The South Indian state of Kerala has come to be known as ‘God’s own country’, and when most people picture Kerala they conjure up images of swaying coconut palms and languorous days on traditional rice barges. And that would be painting a pretty accurate picture.
But on my recent visit to South India, I was interested in immersing myself less in the scenery and more in the culture of the region. Whilst the popularity of southern Kerala has soared in recent years, for some inexplicable reason, northern Kerala has remained untouched by large numbers of tourists.
Like its southern sister, Northern Kerala also offers endless bucolic scenes: pristine sunny beaches, palm-tree-lined backwaters and misty rainforest covered hills; but it also has a culture and history that provide a different perspective on life there.
This part of Kerala was once known as Malabar and like much of India’s vast coastline, many of its towns were important trading ports. The Malabar Coast was crucial to the Spice Route, and there’s no better way to learn about the history and traditions of northern Kerala than by spending a couple of days at a homestay like Ayisha Manzil.
Not only will you have the opportunity to soak up the atmosphere of an 1862-built colonial mansion, once home to a spice trader, you will also experience a warm welcome from the current owners who have made Ayisha Manzil their family home for generations.
Food is always a highlight of any trip to India and I was especially excited to learn to cook traditional Moplah cuisine; regional food influenced by the 7th-century Arab traders. Following a trip to the local market to pick up the required ingredients, we set to work in the kitchen under expert guidance. I think we cooked up a feast that those spice traders would have approved of!
Aside from food, Kerala is famous for its traditional dances complete with colourful costumes and bold makeup. The northern reaches of the state is no exception and I’d heard a lot about the unique form of traditional dance performed here, Theyyam. But I also knew I’d have to be lucky with my timing: performances take place between November and May but this authentic ritual does not follow a fixed schedule.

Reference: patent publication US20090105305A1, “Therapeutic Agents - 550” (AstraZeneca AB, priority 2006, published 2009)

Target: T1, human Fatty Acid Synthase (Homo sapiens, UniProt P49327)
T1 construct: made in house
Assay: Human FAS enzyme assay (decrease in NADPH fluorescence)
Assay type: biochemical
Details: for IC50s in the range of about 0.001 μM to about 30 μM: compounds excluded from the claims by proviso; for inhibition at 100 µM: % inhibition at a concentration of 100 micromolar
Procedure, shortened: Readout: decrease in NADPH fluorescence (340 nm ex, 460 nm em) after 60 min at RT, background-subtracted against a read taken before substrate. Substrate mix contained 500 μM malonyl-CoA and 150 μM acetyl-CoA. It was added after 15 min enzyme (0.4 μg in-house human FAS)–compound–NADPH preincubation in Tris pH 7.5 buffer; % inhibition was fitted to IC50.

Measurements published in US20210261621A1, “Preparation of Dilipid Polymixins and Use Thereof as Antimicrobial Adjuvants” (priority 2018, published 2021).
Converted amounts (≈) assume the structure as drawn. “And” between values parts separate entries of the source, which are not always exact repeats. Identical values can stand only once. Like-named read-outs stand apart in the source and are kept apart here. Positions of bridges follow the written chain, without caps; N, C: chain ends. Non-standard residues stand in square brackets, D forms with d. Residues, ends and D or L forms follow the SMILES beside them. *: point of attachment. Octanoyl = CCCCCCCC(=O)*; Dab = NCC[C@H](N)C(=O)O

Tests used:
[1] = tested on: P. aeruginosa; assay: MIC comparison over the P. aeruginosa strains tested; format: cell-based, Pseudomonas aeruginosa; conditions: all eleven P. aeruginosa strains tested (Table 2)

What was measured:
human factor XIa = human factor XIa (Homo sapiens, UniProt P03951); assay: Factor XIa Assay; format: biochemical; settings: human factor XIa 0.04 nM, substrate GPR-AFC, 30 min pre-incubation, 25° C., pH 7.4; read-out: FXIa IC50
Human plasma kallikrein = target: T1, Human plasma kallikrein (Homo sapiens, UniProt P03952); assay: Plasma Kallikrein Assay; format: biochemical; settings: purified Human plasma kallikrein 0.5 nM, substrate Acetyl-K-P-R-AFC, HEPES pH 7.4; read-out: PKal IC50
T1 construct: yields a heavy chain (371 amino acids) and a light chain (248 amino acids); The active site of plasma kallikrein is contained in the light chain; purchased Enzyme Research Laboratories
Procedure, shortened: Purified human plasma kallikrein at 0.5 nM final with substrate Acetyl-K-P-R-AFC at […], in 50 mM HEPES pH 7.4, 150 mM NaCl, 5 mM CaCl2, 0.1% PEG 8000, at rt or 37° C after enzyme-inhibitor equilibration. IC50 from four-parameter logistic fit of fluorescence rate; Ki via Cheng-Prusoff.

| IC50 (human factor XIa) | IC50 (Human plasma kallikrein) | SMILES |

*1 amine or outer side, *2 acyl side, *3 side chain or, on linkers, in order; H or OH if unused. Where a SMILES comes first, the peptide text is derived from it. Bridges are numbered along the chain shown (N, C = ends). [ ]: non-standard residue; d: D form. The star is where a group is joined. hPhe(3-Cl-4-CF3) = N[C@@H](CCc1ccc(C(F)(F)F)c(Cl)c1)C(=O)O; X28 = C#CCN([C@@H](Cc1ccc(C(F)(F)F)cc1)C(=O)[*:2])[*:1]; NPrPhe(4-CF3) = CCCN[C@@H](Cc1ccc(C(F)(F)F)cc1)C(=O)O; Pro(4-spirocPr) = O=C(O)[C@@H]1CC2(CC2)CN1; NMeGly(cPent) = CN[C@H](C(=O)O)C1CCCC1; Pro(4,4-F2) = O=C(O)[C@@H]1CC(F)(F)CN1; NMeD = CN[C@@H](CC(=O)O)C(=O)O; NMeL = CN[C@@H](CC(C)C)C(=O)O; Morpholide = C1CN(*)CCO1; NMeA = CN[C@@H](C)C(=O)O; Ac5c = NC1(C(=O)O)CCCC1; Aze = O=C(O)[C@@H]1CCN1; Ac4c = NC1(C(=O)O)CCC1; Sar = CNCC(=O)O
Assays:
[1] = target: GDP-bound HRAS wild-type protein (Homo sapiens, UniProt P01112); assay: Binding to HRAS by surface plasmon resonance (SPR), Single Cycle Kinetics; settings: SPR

It turned out that luck (or was it the Theyyam gods?) was looking down on us…
Our car pulled up in a remote village a short distance from Tellicherry. We left the comfort of the air-conditioning and our guide led me down a dirt track to a large opening behind a cluster of houses. We came to a substantial arena, its boundary marked only by a ring of makeshift chairs and benches. People were milling about, chatting noisily, and there was an air of anticipation. There was a momentary hush, as all attention was turned to me; the only white face in the crowd.
Things settled down as we took our seats alongside the villagers, and before long we heard the sound of beating drums. The Theyyam performers emerged resplendent in fiery red and orange costumes, with facial makeup to match. Whilst impressive, the 10-metre tall headdresses ensure the dance is far from energetic and much importance seemed to be placed on the movement of feet. The performance, in which the dancers are possessed by the spirits of the gods, was enthralling.
The culture-vulture in me sated, it was time for a change of pace. Next up was a backwaters cruise and it was time to languish on a luxurious houseboat as it drifted along northern Kerala’s waterways. With one eye on my guidebook and another on the landscape, I reflected on the week’s events from my private veranda.
Compared to other places in India, Northern Kerala is blessed with quieter and less-visited beaches than the south, for example, those at Bekal and Kasargod and my holiday to Northern Kerala ended fittingly; at a beautiful resort on the unspoiled coastline for a few days of relaxing and a traditional Indian massage or two.
Northern Kerala is the perfect destination to get off the beaten track in a region that is largely undiscovered.